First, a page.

Note that instead of using the maze cell values for character codes, you should use a lookup table instead. For example,

int cell_char[256];

Instead of printing cell values directly, you'd print the corresponding cell_char, for example

fputc(cell_char[maze_get(&m, row, col)], stdout);

That way you can group e.g. different wall characters into a consecutive range, or even use the individual bits in the 8-bit cell value as identifiers. The maze cells then describe the logical contents in that maze cell, rather than its visual representation, with the logical-to-visual mapping in a separate array.

If you used Gtk+, you could have an array of GtkImage pointers,

GtkImage *cell_image[256] = {0}; /* All NULL by default */

or using SDL, you could have the maze cells as textures you can render,

SDL_Texture *cell_texture[256] = {0}; /* All NULL by default */

and in both cases, read them from either one large image (say, divided into 16×16 exact same size rectangles), or from individual image files.

For example, you could decide that the four least significant bits in the cell value specify whether movement from that cell up (previous row), down (next row), left (previous column), or right (next column) is possible:

#define  CAN_GO_UP(value)    ((value) & (1 << 0))   /* == 1 */
#define  CAN_GO_DOWN(value)  ((value) & (1 << 1))   /* == 2 */
#define  CAN_GO_LEFT(value)  ((value) & (1 << 2))   /* == 4 */
#define  CAN_GO_RIGHT(value) ((value) & (1 << 3))   /* == 8 */

Note that this allows you to do "trap walls": passages that only work one way. Maze cell values that are multiples of 16 (0, 16, 32, 48, 64, 80, 96, ..., 208, 224, and 240) represent completely blocked cells: no way out. +1 allows passage up; +2 allows passage down; +3 allows passage up and down; +4 allows passage left; +5 allows passage left and up; +6 allows passage left and down; +7 allows passage up, left, and down; +8 allows passage right; +9 allows passage up and right; +10 allows passage down and right; +11 allows passage up, down, and right; +12 allows passage left and right; +13 allows passage up, left, and right; +14 allows passage down, left, and right; and +15 allows passage up, down, left, and right.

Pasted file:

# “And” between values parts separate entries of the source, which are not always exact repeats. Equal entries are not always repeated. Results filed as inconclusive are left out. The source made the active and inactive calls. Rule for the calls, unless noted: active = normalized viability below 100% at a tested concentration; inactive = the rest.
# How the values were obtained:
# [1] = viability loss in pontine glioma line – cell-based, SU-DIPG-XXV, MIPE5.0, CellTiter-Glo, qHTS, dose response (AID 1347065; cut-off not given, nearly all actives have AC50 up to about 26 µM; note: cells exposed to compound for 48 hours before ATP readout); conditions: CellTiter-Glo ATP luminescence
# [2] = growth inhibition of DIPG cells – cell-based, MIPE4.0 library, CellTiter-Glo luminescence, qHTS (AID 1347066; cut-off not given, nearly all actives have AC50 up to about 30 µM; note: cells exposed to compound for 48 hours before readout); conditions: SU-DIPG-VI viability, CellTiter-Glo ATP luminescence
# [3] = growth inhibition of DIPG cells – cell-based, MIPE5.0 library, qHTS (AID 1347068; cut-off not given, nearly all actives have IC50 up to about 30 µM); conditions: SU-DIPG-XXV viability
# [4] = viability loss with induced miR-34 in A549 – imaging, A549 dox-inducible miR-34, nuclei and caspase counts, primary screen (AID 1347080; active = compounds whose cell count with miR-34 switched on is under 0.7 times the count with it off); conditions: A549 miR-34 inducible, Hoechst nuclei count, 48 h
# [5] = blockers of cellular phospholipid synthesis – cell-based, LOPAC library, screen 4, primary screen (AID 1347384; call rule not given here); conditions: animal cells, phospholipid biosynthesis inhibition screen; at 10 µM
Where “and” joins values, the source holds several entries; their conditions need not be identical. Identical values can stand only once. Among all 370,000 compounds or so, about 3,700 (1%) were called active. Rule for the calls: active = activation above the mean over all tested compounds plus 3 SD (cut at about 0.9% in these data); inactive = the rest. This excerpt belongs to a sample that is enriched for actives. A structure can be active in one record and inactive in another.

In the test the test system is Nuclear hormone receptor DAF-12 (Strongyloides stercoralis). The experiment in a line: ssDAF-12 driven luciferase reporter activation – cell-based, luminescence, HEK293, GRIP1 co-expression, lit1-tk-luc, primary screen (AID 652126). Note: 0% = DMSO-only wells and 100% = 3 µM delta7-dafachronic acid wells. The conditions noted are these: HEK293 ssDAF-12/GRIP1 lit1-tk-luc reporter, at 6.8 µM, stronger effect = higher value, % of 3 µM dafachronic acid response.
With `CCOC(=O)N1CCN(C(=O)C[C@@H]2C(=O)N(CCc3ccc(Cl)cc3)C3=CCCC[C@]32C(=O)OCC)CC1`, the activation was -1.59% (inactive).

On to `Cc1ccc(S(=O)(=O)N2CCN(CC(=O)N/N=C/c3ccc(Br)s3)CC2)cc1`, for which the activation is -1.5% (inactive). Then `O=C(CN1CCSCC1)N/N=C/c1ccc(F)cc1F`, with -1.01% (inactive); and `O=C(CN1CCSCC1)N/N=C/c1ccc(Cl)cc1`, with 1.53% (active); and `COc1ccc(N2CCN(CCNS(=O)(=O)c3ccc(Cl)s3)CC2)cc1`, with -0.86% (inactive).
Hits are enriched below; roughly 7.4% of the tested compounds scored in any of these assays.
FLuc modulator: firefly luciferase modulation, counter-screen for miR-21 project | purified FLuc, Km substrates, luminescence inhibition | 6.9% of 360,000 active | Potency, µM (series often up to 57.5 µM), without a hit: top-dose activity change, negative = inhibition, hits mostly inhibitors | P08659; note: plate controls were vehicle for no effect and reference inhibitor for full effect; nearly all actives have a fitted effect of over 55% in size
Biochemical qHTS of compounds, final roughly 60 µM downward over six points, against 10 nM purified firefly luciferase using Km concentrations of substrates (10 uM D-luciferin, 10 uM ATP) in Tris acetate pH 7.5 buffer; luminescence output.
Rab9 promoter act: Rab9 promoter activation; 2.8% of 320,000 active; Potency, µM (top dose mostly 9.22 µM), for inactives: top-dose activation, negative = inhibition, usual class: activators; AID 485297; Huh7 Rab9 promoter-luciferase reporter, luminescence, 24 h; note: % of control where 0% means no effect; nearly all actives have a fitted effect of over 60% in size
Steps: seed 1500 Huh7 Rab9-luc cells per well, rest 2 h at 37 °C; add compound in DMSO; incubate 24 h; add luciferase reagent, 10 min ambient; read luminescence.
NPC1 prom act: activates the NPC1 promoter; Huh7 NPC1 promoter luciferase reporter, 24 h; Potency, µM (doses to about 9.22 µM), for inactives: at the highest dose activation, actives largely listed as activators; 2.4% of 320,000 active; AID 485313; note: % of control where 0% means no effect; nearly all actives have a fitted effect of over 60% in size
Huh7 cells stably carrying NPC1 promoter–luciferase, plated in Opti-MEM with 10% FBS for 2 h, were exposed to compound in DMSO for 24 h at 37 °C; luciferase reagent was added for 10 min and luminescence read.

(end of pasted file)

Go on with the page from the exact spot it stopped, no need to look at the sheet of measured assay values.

I would personally also recommend using the wide version of the ncurses library (ncursesw). (I do not use Windows, so I am not exactly sure how you install and use it in windows, but the ncurses home page does have downloads when using mingw.)

Then, you would have a much wider variety of glyphs you could use. (When using UTF-8 locales, potentially the entire Unicode glyph set -- the Box Drawing block especially would be useful for maze drawing, and most of those glyphs are also available in the old CP437 codepage, which means they should work both in Windows and non-Windows terminals nicely.)

In that case, you'd probably use

cchar_t  cell_char[256];

As I mentioned above, you could even do a graphical version (perhaps later on, extending your terminal version?) in C using SDL or GTK+. (Note that the above separation between logical maze cell content value and the visual describing the cell also means you can, at runtime, choose between "themes", by having more than one set of cell images. That allows you to start with crude informational versions, for debugging, and then add visual goodness.)

The approach shown in this answers allows you to start with a simple terminal-based game, and if you decide you want to, add support for graphical UI, with image-based maze cells, without having to rewrite any of your core maze code.

Your Answer

By clicking “Post Your Answer”, you agree to our terms of service, privacy policy and cookie policy

Not the answer you're looking for? Browse other questions tagged or ask your own question.